Ravell Call, Deseret News
Federal employees and their supporters protest against the government shutdown at the James V. Hansen Federal Building in Ogden, Thursday, Oct. 3, 2013.

The government shutdown is now in its second week with no end in sight. News media coverage focuses on the back and forth between Senate Majority Leader Harry Reid and Speaker of the House John Boehner. While the bickering goes on between Democrats and Republicans in Congress, another struggle must be going on in hundreds of thousands of homes across the nation. That is the struggle of the families of federal civil servants who wonder when their next pay check will come. That’s because an estimated 800,000 federal employees have been furloughed.

It is true that the House has passed a bill providing retroactive back pay for federal employees and the president has agreed to sign the bill, but even if the Senate passes it those paychecks don’t arrive until after Congress has passed full funding for the federal government. That means families of civil servants in the meantime must meet basic needs without pay. For the many federal employees who lack a financial cushion, that could be devastating.

It is easy to ignore these civil servants in the news coverage of the government shutdown. But they are families much like anyone else’s. They rely on a paycheck to take care of the mortgage or rent, food, clothing, school supplies, and so many other necessities. They want to work. It is not their fault Congress failed to pass a budget on time.

I spent five years as a federal government employee and understood firsthand the frustration of relying on Congress for a salary increase or even just a paycheck on time. One year the agency I worked for made plans for a possible government shutdown. Many of us were designated as non-essential employees who would be furloughed if there was no budget. Being labeled “non-essential” hardly raises morale. However, even those who were deemed essential still faced the prospect of having to go to work without pay.

This is no way for any employer to handle its employees, much less the federal government. In addition to the tens of millions of Americans who are affected by the absence of civil servants to assist them with tax issues, FHA (Federal Housing Administration) mortgages, or federal disability claims, federal civil servants themselves deserve better than to be treated as political footballs.

House Republicans, who precipitated the current crisis by seeking to force the Obama administration and Senate Democrats to compromise on implementation of Obamacare, should approve a clean resolution and then carry on their anti-Obamacare campaign outside the annual budget process. They are not really harming the president; he gets paid during the shutdown, as do they. Rather, the harm hits many others who are the innocent victims of this political tactic. And their inability to work means significant impacts on citizens who are assisted by them. These include, for example, benefits for veterans, funding for the WIC (Women, Infants, and Children) program that provides food for nine million people, and handling of business loans by the Small Business Administration.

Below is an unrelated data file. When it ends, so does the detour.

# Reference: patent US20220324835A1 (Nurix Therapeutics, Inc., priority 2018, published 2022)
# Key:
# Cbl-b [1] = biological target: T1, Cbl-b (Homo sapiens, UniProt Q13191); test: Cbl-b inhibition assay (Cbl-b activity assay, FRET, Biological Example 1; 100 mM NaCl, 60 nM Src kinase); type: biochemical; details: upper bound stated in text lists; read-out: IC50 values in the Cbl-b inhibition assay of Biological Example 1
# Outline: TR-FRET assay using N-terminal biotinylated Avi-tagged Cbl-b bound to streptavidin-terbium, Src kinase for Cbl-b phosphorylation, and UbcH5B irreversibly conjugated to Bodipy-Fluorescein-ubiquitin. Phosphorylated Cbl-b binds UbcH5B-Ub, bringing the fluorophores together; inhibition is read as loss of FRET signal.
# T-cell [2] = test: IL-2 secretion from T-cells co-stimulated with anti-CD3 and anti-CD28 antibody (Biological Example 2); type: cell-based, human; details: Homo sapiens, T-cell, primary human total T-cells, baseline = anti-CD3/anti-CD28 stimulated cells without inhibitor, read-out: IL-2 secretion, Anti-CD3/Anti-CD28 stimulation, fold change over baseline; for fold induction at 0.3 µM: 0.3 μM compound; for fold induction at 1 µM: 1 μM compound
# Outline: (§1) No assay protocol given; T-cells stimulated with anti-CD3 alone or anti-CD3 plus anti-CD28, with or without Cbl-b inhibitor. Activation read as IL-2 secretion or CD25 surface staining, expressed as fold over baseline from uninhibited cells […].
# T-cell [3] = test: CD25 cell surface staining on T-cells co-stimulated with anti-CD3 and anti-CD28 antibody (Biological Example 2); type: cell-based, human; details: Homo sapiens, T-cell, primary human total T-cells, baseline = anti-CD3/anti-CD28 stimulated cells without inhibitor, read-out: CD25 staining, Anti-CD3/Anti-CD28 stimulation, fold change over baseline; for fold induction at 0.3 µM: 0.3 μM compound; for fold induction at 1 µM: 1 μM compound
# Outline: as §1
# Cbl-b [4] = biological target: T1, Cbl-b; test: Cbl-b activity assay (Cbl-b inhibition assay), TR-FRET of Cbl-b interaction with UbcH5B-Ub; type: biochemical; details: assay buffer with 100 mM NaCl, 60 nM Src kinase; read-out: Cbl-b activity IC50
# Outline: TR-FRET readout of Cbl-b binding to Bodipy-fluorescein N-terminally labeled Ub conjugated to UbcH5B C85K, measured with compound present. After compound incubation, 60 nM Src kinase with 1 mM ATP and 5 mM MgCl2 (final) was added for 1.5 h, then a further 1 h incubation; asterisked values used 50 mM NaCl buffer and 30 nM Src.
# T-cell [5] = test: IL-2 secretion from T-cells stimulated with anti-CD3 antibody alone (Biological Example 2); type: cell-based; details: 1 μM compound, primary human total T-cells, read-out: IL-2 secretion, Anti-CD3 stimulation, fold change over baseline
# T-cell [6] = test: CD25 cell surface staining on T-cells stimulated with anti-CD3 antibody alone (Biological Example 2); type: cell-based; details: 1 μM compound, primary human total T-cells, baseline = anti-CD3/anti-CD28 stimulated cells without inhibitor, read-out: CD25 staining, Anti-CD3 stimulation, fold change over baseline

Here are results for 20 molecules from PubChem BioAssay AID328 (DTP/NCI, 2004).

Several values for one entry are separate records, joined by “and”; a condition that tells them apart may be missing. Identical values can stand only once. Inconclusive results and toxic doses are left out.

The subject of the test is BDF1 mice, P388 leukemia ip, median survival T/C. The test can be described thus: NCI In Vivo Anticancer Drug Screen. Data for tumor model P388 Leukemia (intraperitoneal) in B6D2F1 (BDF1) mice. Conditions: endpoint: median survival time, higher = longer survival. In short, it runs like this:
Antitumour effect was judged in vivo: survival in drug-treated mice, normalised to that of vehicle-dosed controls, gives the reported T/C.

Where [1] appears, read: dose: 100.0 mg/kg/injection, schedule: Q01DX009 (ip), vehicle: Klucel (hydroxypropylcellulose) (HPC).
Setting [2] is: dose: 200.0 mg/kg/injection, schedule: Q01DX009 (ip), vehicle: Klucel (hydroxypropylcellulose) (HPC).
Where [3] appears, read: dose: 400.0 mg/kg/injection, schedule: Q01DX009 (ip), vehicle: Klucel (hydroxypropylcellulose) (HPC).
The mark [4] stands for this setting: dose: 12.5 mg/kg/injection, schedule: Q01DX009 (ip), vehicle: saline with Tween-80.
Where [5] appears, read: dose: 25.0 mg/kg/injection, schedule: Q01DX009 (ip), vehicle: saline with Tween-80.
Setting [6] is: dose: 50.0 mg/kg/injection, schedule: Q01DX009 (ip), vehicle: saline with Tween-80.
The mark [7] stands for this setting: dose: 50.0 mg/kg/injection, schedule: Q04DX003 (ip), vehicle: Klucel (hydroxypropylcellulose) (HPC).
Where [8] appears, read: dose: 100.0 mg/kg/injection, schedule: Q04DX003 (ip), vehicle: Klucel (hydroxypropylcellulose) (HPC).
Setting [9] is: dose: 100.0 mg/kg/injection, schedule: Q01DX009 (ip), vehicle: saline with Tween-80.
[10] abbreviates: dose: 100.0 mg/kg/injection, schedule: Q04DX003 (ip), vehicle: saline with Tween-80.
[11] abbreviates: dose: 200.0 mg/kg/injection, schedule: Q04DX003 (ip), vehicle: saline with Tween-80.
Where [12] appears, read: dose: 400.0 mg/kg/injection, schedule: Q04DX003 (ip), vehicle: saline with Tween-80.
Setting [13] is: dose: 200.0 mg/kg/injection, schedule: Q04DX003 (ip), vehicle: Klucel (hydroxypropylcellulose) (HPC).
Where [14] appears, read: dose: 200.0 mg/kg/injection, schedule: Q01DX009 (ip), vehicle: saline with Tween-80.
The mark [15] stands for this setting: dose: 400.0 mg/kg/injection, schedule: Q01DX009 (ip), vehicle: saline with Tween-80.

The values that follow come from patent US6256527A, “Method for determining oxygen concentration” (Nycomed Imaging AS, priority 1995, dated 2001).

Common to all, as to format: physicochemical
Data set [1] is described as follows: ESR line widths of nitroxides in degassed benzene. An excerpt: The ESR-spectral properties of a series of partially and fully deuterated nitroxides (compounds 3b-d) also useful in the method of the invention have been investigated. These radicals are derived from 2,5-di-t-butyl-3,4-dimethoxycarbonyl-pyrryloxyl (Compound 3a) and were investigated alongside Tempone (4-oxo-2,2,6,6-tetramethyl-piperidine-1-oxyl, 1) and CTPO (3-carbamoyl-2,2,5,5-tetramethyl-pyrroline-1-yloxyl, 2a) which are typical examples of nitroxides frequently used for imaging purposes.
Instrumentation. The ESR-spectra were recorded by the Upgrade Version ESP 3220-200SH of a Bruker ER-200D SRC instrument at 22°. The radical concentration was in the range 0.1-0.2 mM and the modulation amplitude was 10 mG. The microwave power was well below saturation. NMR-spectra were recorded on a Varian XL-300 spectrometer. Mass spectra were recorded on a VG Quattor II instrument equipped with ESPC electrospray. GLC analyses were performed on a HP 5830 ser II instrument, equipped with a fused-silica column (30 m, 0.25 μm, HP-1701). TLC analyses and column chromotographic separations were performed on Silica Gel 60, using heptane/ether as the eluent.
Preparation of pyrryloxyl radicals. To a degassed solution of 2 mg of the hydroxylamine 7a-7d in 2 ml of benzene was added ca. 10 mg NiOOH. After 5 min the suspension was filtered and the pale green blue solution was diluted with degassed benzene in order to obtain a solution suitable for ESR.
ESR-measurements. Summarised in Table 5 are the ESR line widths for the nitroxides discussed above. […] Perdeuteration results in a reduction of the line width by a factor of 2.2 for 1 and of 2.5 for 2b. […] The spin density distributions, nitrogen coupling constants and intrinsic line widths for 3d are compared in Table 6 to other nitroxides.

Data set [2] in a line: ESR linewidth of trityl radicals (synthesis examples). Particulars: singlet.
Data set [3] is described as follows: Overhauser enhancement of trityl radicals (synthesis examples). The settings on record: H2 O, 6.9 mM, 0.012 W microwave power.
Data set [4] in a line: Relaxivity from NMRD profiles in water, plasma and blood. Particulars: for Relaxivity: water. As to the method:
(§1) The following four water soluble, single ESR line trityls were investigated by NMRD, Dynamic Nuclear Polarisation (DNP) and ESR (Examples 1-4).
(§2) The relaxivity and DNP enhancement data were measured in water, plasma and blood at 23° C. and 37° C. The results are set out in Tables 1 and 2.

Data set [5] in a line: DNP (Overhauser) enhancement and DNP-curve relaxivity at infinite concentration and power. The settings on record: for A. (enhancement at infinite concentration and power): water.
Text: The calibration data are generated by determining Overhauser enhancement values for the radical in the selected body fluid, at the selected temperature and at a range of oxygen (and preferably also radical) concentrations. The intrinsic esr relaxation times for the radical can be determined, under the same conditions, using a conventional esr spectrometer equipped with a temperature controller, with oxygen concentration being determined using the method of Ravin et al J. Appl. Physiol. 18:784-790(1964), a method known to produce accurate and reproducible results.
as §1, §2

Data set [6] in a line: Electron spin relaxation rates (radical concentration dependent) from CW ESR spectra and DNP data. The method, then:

There is a solution to this problem. Congress should adopt a law that if Sept. 30 arrives without an agreed-upon budget, the previous budget automatically remains in force until a new one is passed. The default position, then, is the federal government keeps running rather than the current policy of automatic shutdown. Government agencies remain open, government services are continued, and civil servants don’t have to worry about the next paycheck.

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That would end the brinkmanship that characterizes today’s politics. Those who enjoy playing politics with federal government services and the people who provide them would be disappointed. But most of us would be glad to say “good riddance” to that approach because we know it is shameful for the most powerful nation in the world to conduct its business in this manner.

Unless Congress takes this more reasonable approach to budgeting, both sides need to act now to pass a clean resolution that merely maintains the current spending levels for the time being. Then, members of Congress need to get to work at the hard task of balancing the federal budget rather than playing chicken with each other at our expense.

Richard Davis is a professor of political science at Brigham Young University. His opinions do not necessarily reflect those of BYU.